- 27 February 2023
- 2 minutes
The Design Museum and Design Age Institute present Designing for our Future Selves – a new display in the atrium of the Design Museum in London, from 24 February to 26 March 2023. Inviting visitors to explore the ways innovation and design are responding to the needs, interests and aspirations of an ageing society, and indeed, our own future selves.
We've compiled a selection of the ten projects that will be on display.
Lady Helen Hamlyn, Patron of the Helen Hamlyn Centre for Design at the RCA described the walking frame or ‘walker’ as “the most degrading object that we can give to anybody”. Walkers are functional products, but highly medicalised and stigmatised, so many people who would most benefit from using them abandon, avoid or postpone getting one, compromising their mobility.
Confident that good design can shift the negative stigma of walking frames, Lady Hamlyn commissioned the Design Age Institute to launch The Hamlyn Walker Challenge.
Product designer Michael Strantz’s winning proposal was for a single frame that can meet the needs of different generations. Strantz is now working with design agency PriestmanGoode and user groups to explore further possibilities and continue to challenge the current stigma about walking frames.
IntellAge is a smart insole system for daily use. It aims to keep users active and safe by digitally tracking mobility and gait through a smart sensor system that feeds data into an app. By connecting users to real-time information and prompts, they can improve their understanding of gait and mitigate the risk of falls. Created by Walk with Path, the project was inspired by founder Lise Pape’s experience of her father’s diagnosis with Parkinson’s disease, and its impact on his independence, mobility and wellbeing.
Recent industrial action by ambulance staff in the UK and Wales warned older people that if they fell at home, it was unlikely they would be able to respond to calls. Further evidence to just how important it is to better manage one’s own mobility.
By 2025, over a billion women globally will be experiencing menopause. Tides is a whole body massager designed to be used as part of a self-care routine. It is a long term therapy option to tone the pelvic floor muscle and stimulate blood flow during a key period of life where the body changes and evolves. Most importantly, Tides is non penetrative and non genital focused.
Designed by Salome Bazin, founder of Cellule Studio in collaboration with Giulia Tomasello, Tides uses vibration technologies to support menopausal women, offering incredible benefits such as relaxation, pleasure and improved sleep by increasing blood flow and keeping tissue healthy and oxygenated.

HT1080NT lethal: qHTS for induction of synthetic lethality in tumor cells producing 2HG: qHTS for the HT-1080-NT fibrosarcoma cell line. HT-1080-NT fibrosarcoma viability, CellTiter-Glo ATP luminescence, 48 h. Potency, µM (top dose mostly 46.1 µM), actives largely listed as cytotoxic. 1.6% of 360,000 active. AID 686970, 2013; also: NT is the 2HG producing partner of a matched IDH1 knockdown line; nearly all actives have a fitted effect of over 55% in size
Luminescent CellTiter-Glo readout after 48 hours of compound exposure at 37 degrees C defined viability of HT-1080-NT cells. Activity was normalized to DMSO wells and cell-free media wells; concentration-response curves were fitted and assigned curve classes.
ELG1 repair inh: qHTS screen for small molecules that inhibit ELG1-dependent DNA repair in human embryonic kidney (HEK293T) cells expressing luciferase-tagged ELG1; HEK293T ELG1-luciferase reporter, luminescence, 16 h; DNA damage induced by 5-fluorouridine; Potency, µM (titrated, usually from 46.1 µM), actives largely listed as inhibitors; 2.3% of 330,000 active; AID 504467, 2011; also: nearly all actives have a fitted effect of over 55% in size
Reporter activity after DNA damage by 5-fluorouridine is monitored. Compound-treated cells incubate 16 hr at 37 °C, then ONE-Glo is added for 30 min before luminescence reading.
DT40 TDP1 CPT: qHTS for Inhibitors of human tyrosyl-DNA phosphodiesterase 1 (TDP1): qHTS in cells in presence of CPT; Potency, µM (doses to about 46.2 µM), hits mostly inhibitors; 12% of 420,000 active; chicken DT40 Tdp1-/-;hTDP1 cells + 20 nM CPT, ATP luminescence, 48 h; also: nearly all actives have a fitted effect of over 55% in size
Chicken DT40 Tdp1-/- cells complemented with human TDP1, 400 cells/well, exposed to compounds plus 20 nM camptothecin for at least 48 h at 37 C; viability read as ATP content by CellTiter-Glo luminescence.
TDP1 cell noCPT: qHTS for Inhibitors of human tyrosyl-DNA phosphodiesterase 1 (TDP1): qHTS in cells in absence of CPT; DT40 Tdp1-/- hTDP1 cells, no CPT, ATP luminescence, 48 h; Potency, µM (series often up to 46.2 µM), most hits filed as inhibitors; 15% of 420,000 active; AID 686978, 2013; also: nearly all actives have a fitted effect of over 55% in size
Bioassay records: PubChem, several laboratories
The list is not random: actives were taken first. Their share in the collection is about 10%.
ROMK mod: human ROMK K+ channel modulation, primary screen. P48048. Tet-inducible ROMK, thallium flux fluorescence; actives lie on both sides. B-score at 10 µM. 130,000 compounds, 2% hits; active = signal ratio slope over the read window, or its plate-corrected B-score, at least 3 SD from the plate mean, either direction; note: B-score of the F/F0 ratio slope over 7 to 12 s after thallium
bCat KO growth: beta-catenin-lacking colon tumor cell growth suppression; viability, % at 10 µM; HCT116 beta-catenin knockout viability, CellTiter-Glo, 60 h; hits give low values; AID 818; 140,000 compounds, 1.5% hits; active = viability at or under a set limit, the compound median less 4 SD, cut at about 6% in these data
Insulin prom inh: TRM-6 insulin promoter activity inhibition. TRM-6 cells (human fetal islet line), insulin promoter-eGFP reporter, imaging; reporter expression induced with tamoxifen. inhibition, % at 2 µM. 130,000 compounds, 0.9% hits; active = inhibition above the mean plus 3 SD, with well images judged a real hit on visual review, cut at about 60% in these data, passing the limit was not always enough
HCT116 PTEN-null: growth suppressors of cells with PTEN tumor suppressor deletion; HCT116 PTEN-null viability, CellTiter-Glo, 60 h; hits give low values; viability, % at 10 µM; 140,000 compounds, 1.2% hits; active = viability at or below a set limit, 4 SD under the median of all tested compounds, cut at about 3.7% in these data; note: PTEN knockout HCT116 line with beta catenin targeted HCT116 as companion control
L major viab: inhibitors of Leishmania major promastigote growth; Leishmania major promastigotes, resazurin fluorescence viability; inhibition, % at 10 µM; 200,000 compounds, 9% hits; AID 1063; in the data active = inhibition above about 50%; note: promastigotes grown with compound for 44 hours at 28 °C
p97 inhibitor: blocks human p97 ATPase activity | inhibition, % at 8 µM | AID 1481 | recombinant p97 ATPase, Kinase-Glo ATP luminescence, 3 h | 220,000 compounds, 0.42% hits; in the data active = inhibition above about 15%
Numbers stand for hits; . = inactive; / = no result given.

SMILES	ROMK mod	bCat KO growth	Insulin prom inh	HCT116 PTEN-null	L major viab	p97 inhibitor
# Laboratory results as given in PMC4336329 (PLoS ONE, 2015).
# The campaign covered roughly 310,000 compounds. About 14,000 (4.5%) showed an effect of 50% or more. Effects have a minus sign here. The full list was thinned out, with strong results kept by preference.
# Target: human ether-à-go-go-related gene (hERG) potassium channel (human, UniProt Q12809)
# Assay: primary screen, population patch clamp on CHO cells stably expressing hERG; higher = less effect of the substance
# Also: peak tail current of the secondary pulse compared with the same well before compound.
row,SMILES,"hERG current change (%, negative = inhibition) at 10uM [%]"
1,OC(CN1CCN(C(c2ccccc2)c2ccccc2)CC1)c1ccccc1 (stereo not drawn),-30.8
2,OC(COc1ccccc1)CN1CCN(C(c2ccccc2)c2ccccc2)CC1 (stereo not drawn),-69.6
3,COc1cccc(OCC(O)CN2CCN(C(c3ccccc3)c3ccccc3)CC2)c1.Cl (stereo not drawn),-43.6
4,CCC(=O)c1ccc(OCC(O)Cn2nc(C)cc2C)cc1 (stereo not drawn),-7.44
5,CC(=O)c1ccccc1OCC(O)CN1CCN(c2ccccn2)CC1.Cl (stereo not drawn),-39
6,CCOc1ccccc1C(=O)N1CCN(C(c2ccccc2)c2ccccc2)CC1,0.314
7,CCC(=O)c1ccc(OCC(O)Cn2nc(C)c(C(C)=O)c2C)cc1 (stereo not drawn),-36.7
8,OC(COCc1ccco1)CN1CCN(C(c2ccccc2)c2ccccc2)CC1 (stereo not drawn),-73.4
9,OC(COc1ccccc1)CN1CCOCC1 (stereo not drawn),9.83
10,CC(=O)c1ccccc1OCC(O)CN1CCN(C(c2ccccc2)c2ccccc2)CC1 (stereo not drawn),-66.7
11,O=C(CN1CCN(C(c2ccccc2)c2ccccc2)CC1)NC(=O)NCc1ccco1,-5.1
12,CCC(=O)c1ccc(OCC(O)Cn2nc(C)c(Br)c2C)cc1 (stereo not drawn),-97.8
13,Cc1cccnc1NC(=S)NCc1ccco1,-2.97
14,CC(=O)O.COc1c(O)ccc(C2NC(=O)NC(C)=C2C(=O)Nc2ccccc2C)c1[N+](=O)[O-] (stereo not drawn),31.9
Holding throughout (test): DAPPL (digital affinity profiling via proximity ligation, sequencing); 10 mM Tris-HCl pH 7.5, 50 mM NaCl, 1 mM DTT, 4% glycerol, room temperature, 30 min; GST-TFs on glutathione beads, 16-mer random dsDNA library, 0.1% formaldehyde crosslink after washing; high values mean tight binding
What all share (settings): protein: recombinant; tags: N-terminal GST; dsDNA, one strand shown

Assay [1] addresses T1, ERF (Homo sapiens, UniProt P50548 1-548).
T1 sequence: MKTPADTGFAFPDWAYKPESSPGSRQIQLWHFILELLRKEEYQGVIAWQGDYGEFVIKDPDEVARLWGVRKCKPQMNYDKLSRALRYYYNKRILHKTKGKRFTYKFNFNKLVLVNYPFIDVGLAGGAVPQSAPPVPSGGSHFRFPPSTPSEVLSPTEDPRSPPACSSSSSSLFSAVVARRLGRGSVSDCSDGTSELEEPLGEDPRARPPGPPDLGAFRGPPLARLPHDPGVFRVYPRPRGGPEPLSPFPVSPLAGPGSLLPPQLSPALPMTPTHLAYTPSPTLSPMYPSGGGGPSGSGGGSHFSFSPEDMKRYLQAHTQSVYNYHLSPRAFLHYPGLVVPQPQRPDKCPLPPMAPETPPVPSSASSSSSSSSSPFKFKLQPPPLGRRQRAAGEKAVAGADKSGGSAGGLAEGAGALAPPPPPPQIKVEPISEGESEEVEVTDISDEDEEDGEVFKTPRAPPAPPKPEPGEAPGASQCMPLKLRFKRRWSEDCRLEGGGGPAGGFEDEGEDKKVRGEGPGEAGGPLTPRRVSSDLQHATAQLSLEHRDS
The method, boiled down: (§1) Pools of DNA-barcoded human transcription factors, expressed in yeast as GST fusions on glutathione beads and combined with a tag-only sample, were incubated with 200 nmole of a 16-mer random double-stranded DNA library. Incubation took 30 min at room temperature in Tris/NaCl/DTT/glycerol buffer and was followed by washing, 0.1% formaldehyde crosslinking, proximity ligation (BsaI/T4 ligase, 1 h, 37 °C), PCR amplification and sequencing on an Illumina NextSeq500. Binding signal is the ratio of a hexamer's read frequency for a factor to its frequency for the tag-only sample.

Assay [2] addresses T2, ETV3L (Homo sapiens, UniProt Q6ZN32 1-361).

More and more people are extending their working lives, and older workers represent a valuable source of experience, talent and financial contribution to the economy. Flexible working is key to keeping older people in the workforce. However, while many are increasingly working from home, few homes are designed to support healthy, independent and active living and working beyond the traditional retirement age.
Home Office to Age in Place brings together architects, designers for ageing and digital designers from Northumbria University, along with furniture designers from Pentagram, the world’s largest independent design consultancy. Together they have created a purpose-built, flexible, and supportive live-work space for older residents in South Seaham Garden Village, County Durham for Karbon Homes.
Older people are some of the most vulnerable people affected by the current UK energy crisis. As people age, they have less tolerance to cold temperatures which can significantly impact their health and independence. Coaroon, which takes its name from ‘cocoon coat’ and from the Scottish word 'coorie' meaning cuddle, is a garment for the home that supports an individual’s freedom of movement, while sustaining an even body temperature across a range of everyday activities, from reading, to working, to cooking.
Conscious of the increasing costs of heating and its environmental impact, the creators of Coaroon, Joan Johnston of Ava Innes and Sarah Morehead of Self-Made Studios, were inspired to produce a skilfully made garment that helps people live longer, and more sustainably, at home. Coaroon is made from an innovative natural insulation fabric using cashmere goat guard hair, a by-product of cashmere production traditionally ignored by the textile industry. The guard hair is continually grown, shed and clipped annually, a natural and sustainable cycle. This new fabric is thermally regulating, insulating in Winter and cooling in Summer, so it has many potential uses.